Immediately the one who had received the five talents went and traded with them, and gained five more talents.
As we continue to look at Jesus’ parable of the talents in Matthew 25, we come to a second truth in this parable. We each respond differently to our opportunities of service.
We have seen that the master who was going on a journey decided to entrust his slaves with different amounts of money. The first slave, the one who received five talents—around one million dollars—immediately traded with them and gained five more talents. Notice this guy didn’t say, “I know the master told me I need to work on His behalf and expand His kingdom. And I’ll certainly get around to it. But first I need to rear my family. I need to make sure my job is secure. I need to make sure I get that promotion. And then I’ll go out and do what the master instructed me.” No, the Bible says “immediately” the first slave did as he had been instructed to do.
What exactly did he do? The first slave traded the five talents and gained five more talents. The Greek word here for “traded” carries with it the idea of a continuous action. That is, the slave didn’t go out with his five talents and buy five thousand lottery tickets and hit it big and say, “Okay, I’ve done what I’m supposed to do. Now I can go do what I want to do.” Instead, the word conveys the idea that this first slave continually worked and worked and worked with the money entrusted to him until he had doubled it. He gained five more talents.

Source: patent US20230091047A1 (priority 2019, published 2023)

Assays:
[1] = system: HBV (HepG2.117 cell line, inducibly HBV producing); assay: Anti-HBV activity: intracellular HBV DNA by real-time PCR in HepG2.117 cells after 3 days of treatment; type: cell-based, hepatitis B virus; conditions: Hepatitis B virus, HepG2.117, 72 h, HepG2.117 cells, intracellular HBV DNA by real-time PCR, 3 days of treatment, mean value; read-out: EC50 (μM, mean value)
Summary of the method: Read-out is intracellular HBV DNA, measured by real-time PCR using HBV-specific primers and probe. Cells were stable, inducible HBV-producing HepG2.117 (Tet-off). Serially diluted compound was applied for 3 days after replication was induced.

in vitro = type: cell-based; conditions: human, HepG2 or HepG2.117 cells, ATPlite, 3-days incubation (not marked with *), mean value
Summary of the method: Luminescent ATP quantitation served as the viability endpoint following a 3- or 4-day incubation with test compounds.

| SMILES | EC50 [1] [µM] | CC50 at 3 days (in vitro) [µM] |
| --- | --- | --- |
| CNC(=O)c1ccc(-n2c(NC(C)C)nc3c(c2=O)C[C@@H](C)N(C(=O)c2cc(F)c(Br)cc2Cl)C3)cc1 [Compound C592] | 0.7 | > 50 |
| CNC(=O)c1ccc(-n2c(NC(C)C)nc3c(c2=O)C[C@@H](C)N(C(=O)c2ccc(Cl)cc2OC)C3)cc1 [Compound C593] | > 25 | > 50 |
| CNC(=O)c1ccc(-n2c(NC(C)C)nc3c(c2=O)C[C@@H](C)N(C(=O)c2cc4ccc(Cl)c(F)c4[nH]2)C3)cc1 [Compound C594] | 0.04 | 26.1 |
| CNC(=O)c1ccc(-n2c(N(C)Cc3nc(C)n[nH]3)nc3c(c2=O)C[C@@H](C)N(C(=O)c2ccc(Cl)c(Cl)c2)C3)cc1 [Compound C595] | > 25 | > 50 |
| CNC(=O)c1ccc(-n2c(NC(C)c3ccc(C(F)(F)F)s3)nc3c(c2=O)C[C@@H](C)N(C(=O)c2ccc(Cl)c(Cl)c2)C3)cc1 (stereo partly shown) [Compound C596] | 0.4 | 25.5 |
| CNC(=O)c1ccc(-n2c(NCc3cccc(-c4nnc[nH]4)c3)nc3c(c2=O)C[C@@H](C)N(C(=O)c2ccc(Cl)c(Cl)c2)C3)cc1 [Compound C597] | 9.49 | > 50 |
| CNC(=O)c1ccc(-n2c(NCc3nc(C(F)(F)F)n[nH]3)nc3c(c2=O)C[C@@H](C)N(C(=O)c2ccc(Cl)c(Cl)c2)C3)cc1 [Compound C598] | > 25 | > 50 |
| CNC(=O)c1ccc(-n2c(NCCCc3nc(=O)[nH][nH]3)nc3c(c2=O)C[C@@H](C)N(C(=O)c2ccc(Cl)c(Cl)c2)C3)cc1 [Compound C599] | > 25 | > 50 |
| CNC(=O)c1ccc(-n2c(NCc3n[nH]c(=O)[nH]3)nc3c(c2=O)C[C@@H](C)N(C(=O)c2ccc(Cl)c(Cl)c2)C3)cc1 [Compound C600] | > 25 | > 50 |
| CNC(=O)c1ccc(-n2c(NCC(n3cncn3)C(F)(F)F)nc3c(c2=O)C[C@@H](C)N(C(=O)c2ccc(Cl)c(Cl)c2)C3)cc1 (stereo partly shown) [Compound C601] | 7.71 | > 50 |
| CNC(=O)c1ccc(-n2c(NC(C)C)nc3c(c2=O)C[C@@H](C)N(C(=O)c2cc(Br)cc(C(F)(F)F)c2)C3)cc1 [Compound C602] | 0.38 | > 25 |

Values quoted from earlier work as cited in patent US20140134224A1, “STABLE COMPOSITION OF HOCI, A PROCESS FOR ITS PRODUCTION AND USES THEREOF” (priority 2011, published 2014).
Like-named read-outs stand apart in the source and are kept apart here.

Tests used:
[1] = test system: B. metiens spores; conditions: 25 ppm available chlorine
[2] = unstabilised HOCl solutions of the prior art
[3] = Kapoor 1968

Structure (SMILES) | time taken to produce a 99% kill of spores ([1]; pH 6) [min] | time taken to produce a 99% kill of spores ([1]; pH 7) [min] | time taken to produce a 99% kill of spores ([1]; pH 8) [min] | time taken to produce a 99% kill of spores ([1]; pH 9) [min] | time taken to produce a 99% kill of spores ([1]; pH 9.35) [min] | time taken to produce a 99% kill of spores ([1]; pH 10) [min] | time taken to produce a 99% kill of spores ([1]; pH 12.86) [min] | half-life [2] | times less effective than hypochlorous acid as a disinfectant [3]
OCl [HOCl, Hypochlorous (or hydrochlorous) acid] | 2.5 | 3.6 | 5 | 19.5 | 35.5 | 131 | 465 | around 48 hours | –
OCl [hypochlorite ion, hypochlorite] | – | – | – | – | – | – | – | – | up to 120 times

In the same way, the second slave—the one who received two talents, around $400,000—also went out and doubled what he had. He gained two more talents.
But the third slave—the one who received one talent, around $100,000—went away and dug a hole in the ground and hid his master’s money. It was very common in Jesus’ day for people to bury things that were of value. Today there are some people who don’t trust the banks. So they put their money away, perhaps hiding it under the mattress. That’s what this guy did. He hid the money that the master entrusted to him.
Every time I read that passage, I’m reminded of the story of the pastor who was preaching on the subject of spiritual gifts. And he preached from Romans 12 about how some had the gift of teaching, some the gift of exhortation, some the gift of mercy, and so on. After he finished the message, a woman came up to him and said, “Pastor, you didn’t mention my gift.” He said, “Well, what gift do you have?” She said, “God has given me the gift of criticism. What do you suggest I do with my talent?” He said, “Ma’am, you should go out and bury that talent.”
Well, that’s not what Jesus is talking about here. The slave who buried his talent, the one who buried the resources that the master had entrusted to him, hid it so that he could go and spend his life doing what he wanted to do. The only problem is, one day there is a day of reckoning that is coming. Are you using or hiding the resources God has given you?
Today’s devotion is excerpted from “Talent Search,” by Dr. Robert Jeffress, 2008.
Scripture taken from the NEW AMERICAN STANDARD BIBLE®, Copyright © 1960,1962,1963,1968,1971,1972,1973,1975,1977,1995 by The Lockman Foundation. Used by permission.